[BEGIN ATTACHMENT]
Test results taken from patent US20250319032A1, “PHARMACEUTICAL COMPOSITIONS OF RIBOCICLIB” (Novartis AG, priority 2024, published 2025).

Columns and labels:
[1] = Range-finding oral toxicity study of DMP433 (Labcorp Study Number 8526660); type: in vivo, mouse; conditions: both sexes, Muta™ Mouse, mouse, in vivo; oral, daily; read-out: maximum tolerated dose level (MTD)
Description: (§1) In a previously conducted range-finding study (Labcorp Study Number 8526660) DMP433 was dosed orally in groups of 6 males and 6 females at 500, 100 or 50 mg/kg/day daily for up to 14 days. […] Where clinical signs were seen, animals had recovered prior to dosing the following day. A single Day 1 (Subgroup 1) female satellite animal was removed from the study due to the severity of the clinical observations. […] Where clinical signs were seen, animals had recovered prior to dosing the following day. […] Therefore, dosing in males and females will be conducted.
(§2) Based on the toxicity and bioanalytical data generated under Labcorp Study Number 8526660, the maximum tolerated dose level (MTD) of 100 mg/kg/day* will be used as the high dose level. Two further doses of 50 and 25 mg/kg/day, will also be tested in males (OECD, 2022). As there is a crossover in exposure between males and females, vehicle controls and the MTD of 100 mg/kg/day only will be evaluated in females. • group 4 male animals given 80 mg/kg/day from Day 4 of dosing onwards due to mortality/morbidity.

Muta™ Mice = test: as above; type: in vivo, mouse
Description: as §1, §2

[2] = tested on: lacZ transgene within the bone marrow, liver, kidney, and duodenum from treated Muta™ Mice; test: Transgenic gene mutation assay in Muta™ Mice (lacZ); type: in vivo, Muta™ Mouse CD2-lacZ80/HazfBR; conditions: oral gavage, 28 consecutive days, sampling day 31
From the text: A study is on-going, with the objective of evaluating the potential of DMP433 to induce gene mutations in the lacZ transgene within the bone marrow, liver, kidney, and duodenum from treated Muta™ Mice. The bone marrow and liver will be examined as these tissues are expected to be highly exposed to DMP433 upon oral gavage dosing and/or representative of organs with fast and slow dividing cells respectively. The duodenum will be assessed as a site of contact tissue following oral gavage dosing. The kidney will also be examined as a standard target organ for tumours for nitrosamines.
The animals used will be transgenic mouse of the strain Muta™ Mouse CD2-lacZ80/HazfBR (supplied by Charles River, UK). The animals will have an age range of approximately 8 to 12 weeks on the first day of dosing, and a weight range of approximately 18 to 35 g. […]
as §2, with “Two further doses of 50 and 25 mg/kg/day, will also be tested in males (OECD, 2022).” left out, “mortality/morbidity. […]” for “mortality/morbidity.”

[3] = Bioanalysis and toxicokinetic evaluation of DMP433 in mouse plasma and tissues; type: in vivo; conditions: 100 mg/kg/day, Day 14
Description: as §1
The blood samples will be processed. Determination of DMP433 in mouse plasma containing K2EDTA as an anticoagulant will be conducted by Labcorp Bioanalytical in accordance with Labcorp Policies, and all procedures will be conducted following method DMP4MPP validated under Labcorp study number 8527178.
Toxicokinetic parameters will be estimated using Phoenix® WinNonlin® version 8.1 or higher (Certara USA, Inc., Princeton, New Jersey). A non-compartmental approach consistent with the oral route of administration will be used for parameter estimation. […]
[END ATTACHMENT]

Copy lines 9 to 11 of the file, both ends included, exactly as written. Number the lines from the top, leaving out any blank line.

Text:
From the text: A study is on-going, with the objective of evaluating the potential of DMP433 to induce gene mutations in the lacZ transgene within the bone marrow, liver, kidney, and duodenum from treated Muta™ Mice. The bone marrow and liver will be examined as these tissues are expected to be highly exposed to DMP433 upon oral gavage dosing and/or representative of organs with fast and slow dividing cells respectively. The duodenum will be assessed as a site of contact tissue following oral gavage dosing. The kidney will also be examined as a standard target organ for tumours for nitrosamines.
The animals used will be transgenic mouse of the strain Muta™ Mouse CD2-lacZ80/HazfBR (supplied by Charles River, UK). The animals will have an age range of approximately 8 to 12 weeks on the first day of dosing, and a weight range of approximately 18 to 35 g. […]
as §2, with “Two further doses of 50 and 25 mg/kg/day, will also be tested in males (OECD, 2022).” left out, “mortality/morbidity. […]” for “mortality/morbidity.”